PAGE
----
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Intruder in the Dust: Typescript Draft, Typesetting Copy, and Miscellaneous Material (William Faulkner Manuscripts, No. 17) Hardcover – March 1, 1987
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In a small Mississippi town in 1948, black Lucas Beauchamp is wrongfully arrested for shooting white Vinson Cowrie in the back. Sixteen-year old Charles Mallison owes Lucas a debt of honor incurred four years ago. Lucas hires Charles' cynical uncle, Gavin Stevens, to defend him. The most pressing matter is not Lucas' guilt or innocence; it is keeping him from getting lynched before he is arraigned. Lucas is a nightmare of a client. He is stubborn, stiff necked and proud. He dresses like an old time plantation owner and neither owes nor accepts favors from anyone. Uncle Gavin is trying to save Lucas' neck while Charles is trying to clear him. Gavin laments that Lucas would be easier to keep alive if "he would just ACT like a n----r." This Lucas refuses to do. There is body snatching, graveyards at night and some thoroughly frightening characters to liven up the journey.
Another reviewer mentioned "drunk on his prose," and it is a very apt description. It works best if read aloud; you will find Faulkner's rhythm and make it your own. The long sentences don't trouble if you just let his prose carry you along. Mr. Faulkner thinks any southern woman over 35 years old is a secret Amazon of quiet strength and fortitude, which makes for interesting characters, but is a little hard on credibility. There is long section on how "outsiders" (read "Northerners") have interfered and thereby delayed integration. However true or false this may be, it slowed the story down and seemed tacked on.Read more ›
One day a local white man named Vinson Gowrie is found shot to death, and a black man named Lucas Beauchamp is arrested at the scene and charged with the murder. In this part of the country at this time in history, a black man who is even suspected of murdering a white man is in danger of being lynched, especially by people like Gowrie's relatives, who are from a particularly rough and bloodthirsty enclave living in an area called Beat Four.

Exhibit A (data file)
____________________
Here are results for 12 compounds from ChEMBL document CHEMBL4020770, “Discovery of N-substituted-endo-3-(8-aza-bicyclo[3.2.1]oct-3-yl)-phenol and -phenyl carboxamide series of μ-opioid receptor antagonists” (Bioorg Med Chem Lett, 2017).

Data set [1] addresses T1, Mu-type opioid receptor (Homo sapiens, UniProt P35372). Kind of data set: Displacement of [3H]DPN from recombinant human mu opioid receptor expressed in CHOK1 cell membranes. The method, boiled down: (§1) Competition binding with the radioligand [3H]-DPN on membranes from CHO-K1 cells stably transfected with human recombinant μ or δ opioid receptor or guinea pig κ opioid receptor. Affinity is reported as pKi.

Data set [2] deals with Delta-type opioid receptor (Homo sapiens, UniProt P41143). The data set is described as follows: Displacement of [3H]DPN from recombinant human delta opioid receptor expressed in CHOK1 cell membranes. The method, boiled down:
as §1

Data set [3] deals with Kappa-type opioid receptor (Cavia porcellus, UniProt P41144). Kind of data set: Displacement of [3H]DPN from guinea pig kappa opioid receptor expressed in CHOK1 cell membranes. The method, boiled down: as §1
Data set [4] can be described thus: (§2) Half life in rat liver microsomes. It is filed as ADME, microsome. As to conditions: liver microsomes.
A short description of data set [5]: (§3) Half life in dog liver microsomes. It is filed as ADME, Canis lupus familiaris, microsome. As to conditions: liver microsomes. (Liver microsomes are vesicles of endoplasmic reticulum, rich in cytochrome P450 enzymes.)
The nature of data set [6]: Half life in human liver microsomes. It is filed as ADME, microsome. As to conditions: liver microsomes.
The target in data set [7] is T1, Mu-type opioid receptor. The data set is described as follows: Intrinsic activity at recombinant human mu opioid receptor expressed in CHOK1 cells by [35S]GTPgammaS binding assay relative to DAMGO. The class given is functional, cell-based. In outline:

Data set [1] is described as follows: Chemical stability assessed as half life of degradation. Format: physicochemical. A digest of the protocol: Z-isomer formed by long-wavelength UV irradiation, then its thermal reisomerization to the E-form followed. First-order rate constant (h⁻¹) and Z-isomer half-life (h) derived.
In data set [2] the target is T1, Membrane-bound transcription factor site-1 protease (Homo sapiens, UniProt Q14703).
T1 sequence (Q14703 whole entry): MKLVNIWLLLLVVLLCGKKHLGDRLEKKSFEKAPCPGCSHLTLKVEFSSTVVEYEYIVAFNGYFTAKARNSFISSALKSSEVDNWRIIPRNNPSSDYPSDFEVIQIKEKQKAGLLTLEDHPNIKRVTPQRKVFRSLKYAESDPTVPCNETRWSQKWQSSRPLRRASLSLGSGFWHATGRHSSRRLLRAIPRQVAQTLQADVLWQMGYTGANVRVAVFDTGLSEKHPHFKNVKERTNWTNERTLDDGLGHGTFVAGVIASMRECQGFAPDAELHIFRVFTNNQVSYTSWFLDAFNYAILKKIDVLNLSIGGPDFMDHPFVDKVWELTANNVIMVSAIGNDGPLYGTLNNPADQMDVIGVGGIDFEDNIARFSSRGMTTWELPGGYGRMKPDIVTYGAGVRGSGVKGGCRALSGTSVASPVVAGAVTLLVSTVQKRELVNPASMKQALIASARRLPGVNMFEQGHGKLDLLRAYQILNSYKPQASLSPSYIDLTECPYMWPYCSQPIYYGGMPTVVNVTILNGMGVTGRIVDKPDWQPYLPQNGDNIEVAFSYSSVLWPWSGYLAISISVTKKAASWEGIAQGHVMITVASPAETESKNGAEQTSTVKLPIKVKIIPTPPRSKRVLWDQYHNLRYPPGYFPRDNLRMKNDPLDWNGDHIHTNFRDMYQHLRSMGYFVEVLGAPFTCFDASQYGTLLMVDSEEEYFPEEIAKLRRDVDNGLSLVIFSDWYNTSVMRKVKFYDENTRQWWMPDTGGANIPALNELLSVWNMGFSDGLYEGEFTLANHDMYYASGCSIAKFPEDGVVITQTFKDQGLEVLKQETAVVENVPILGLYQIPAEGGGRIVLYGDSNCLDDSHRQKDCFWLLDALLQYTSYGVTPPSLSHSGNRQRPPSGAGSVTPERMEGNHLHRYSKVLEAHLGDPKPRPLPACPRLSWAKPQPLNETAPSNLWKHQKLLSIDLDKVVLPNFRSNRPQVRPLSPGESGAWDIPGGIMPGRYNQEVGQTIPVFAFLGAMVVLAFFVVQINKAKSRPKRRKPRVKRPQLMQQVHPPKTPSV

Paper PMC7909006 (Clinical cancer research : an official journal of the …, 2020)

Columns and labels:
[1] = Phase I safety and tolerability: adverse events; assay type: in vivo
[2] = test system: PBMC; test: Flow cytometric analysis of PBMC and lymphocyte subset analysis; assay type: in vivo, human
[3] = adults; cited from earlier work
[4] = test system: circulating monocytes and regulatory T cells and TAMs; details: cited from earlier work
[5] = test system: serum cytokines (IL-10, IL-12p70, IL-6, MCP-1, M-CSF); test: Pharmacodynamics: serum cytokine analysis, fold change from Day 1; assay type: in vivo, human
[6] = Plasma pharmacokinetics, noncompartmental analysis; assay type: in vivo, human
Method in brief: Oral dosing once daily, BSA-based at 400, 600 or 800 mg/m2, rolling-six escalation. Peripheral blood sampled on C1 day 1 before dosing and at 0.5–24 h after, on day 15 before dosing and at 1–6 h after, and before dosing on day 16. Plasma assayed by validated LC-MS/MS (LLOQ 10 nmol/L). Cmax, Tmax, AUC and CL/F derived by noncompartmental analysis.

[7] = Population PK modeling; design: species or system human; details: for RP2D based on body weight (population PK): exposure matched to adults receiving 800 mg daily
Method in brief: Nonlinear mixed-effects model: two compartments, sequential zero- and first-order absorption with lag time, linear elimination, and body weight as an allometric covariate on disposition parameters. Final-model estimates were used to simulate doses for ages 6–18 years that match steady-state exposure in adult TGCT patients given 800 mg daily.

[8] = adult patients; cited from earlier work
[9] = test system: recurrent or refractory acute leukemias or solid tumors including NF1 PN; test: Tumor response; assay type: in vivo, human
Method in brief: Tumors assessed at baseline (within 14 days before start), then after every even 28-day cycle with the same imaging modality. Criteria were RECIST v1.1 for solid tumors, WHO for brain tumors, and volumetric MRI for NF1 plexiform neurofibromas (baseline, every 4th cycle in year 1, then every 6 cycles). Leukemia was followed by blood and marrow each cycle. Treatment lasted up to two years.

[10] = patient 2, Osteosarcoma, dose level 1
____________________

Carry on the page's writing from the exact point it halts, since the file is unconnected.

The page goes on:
The story is told in the third person but from the viewpoint of a white boy named Charles "Chick" Mallison, who in the past has tried to befriend the solitary but kind Beauchamp and is convinced of his innocence. With the help of his uncle Gavin Stevens, a lawyer who decides to represent Beauchamp, his black friend Aleck Sander, and an elderly spinster named Miss Habersham, Chick investigates the matter and discovers, unsurprisingly, that there is more to the case than initially meets the eye.Read more ›
Tolstoy once wrote that the success of any work of art depends ultimately upon the artist's maintaining an "independent moral relation" to his subject, and that he who does not bring to his work a fresh and enlightened view of the universe will invariably fail in attempting to create good art. Applying this criterion to Intruder in the Dust, Faulkner's novel stands as a paradigm of great art; for its moral scope and philosophical perspective are singularly awesome. Faulkner is simultaneously sympathetic toward and critical of that Southern society which serves as his subject, and yet he manages never to stoop to petty preaching or outright sermonizing. His work is a marvel of artistic delicacy and intensity. Bravo.
Most Recent Customer Reviews
Of the ten Faulkner novels I have read, this is my least favorite. The main reason: the subject matter does not seem to fit the language. Read morePublished 10 months ago by gammyraye
Normally I love Faulkner, but this book was like wading through a thick swamp.Published 17 months ago by Sadie McCarley
The world is entitled to its opinion, but on reading this, I felt that Faulkner is the most over-rated writer I have ever encountered. Read morePublished 19 months ago by Richard Stein